• Data Integration Data integration: combines data from multiple sources into a coherent store Schema integration integrate metadata from different sources Entity identification problem: identify real world entities from multiple data sources, e.g., A.cust-id ≡ B.cust-# Detecting and resolving data value conflicts for the same real world entity, attribute values from different sources are different possible reasons: different representations, different scales, e.g., metric vs. British units
    • Handling Redundant Data Redundant data occur often when integration of multiple databases The same attribute may have different names in different databases Careful integration of the data from multiple sources may help reduce/avoid redundancies and inconsistencies and improve mining speed and quality
    • Data Transformation Smoothing: remove noise from data Aggregation: summarization, data cube construction Generalization: concept hierarchy climbing Normalization: scaled to fall within a small, specified range min-max normalization z-score normalization normalization by decimal scaling
    • Data Transformation: Normalization min-max normalization z-score normalization normalization by decimal scaling AAA AA A minnewminnewmaxnew minmax minv v _)__(' +− − − = A A devstand meanv v _ ' − = j v v 10 '= Where j is the smallest integer such that Max(| |)<1'v
    • Data Preprocessing Why preprocess the data? Data cleaning Data integration and transformation Data reduction Discretization and concept hierarchy generation Summary
    • Data Reduction Strategies Warehouse may store terabytes of data: Complex data analysis/mining may take a very long time to run on the complete data set Data reduction Obtains a reduced representation of the data set that is much smaller in volume but yet produces the same (or almost the same) analytical results Data reduction strategies Data cube aggregation Dimensionality reduction Numerosity reduction Discretization and concept hierarchy generation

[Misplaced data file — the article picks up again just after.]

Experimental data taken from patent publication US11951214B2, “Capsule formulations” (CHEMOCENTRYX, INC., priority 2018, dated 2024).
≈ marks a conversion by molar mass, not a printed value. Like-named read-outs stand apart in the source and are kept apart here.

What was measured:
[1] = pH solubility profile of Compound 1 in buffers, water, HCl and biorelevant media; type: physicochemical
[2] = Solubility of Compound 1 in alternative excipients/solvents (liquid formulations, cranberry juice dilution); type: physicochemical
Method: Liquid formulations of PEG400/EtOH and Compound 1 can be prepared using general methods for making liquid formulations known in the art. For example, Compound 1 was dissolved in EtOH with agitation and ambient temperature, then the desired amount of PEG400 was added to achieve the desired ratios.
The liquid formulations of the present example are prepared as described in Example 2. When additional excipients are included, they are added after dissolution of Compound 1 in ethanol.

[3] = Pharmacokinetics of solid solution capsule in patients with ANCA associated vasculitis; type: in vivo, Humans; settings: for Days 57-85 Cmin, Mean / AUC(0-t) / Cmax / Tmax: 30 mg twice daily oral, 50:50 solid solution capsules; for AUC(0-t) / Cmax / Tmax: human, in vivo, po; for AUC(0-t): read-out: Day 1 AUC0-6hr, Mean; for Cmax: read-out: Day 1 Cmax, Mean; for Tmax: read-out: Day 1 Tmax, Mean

• Histograms A popular data reduction technique Divide data into buckets and store average (sum) for each bucket Can be constructed optimally in one dimension using dynamic programming Related to quantization problems. 0 5 10 15 20 25 30 35 40 10000 20000 30000 40000 50000 60000 70000 80000 90000 100000
    • Clustering Partition data set into clusters, and one can store cluster representation only Can be very effective if data is clustered but not if data is “smeared” Can have hierarchical clustering and be stored in multi- dimensional index tree structures There are many choices of clustering definitions and clustering algorithms, further detailed in Chapter 8
    • Sampling Allow a mining algorithm to run in complexity that is potentially sub-linear to the size of the data Choose a representative subset of the data Simple random sampling may have very poor performance in the presence of skew Develop adaptive sampling methods Stratified sampling: Approximate the percentage of each class (or subpopulation of interest) in the overall database Used in conjunction with skewed data
    • Sampling SRSWOR (simple random sample without replacement) SRSWR Raw Data
    • Data Preprocessing Why preprocess the data? Data cleaning Data integration and transformation Data reduction Discretization and concept hierarchy generation
    • Discretization Three types of attributes: Nominal — values from an unordered set Ordinal — values from an ordered set Continuous — real numbers Discretization: divide the range of a continuous attribute into intervals Some classification algorithms only accept categorical attributes. Reduce data size by discretization Prepare for further analysis
    • Discretization and Concept hierachy Discretization reduce the number of values for a given continuous attribute by dividing the range of the attribute into intervals. Interval labels can then be used to replace actual data values. Concept hierarchies reduce the data by collecting and replacing low level concepts (such as numeric values for the attribute age) by higher level concepts (such as young, middle-aged, or senior).